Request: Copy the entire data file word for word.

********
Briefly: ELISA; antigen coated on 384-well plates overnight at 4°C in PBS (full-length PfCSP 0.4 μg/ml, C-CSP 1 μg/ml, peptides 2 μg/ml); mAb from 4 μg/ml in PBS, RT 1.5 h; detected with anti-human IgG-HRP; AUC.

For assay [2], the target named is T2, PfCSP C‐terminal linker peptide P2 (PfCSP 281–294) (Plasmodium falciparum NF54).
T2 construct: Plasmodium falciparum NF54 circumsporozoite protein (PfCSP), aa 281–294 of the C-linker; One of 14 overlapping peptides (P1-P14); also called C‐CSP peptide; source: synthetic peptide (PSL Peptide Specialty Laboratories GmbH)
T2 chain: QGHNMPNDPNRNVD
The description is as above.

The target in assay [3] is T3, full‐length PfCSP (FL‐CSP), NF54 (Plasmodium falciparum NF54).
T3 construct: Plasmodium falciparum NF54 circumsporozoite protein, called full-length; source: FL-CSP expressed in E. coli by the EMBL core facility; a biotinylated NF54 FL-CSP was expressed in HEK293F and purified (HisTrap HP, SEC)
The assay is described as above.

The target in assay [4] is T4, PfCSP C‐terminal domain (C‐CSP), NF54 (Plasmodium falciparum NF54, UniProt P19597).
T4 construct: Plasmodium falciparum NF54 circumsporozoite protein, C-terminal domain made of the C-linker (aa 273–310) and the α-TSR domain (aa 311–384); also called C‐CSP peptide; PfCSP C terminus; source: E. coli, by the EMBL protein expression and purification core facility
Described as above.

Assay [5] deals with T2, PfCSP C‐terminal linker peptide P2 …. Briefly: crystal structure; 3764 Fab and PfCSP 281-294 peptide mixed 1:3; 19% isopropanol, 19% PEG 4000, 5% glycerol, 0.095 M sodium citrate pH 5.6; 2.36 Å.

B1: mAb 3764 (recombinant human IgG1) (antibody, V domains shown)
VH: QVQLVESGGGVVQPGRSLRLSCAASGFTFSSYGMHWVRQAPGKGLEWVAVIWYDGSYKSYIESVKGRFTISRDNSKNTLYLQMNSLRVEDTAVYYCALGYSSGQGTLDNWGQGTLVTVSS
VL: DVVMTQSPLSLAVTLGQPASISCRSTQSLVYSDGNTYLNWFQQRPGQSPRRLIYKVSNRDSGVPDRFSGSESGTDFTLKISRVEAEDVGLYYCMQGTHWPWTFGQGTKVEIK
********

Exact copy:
Briefly: ELISA; antigen coated on 384-well plates overnight at 4°C in PBS (full-length PfCSP 0.4 μg/ml, C-CSP 1 μg/ml, peptides 2 μg/ml); mAb from 4 μg/ml in PBS, RT 1.5 h; detected with anti-human IgG-HRP; AUC.

For assay [2], the target named is T2, PfCSP C‐terminal linker peptide P2 (PfCSP 281–294) (Plasmodium falciparum NF54).
T2 construct: Plasmodium falciparum NF54 circumsporozoite protein (PfCSP), aa 281–294 of the C-linker; One of 14 overlapping peptides (P1-P14); also called C‐CSP peptide; source: synthetic peptide (PSL Peptide Specialty Laboratories GmbH)
T2 chain: QGHNMPNDPNRNVD
The description is as above.

The target in assay [3] is T3, full‐length PfCSP (FL‐CSP), NF54 (Plasmodium falciparum NF54).
T3 construct: Plasmodium falciparum NF54 circumsporozoite protein, called full-length; source: FL-CSP expressed in E. coli by the EMBL core facility; a biotinylated NF54 FL-CSP was expressed in HEK293F and purified (HisTrap HP, SEC)
The assay is described as above.

The target in assay [4] is T4, PfCSP C‐terminal domain (C‐CSP), NF54 (Plasmodium falciparum NF54, UniProt P19597).
T4 construct: Plasmodium falciparum NF54 circumsporozoite protein, C-terminal domain made of the C-linker (aa 273–310) and the α-TSR domain (aa 311–384); also called C‐CSP peptide; PfCSP C terminus; source: E. coli, by the EMBL protein expression and purification core facility
Described as above.

Assay [5] deals with T2, PfCSP C‐terminal linker peptide P2 …. Briefly: crystal structure; 3764 Fab and PfCSP 281-294 peptide mixed 1:3; 19% isopropanol, 19% PEG 4000, 5% glycerol, 0.095 M sodium citrate pH 5.6; 2.36 Å.

B1: mAb 3764 (recombinant human IgG1) (antibody, V domains shown)
VH: QVQLVESGGGVVQPGRSLRLSCAASGFTFSSYGMHWVRQAPGKGLEWVAVIWYDGSYKSYIESVKGRFTISRDNSKNTLYLQMNSLRVEDTAVYYCALGYSSGQGTLDNWGQGTLVTVSS
VL: DVVMTQSPLSLAVTLGQPASISCRSTQSLVYSDGNTYLNWFQQRPGQSPRRLIYKVSNRDSGVPDRFSGSESGTDFTLKISRVEAEDVGLYYCMQGTHWPWTFGQGTKVEIK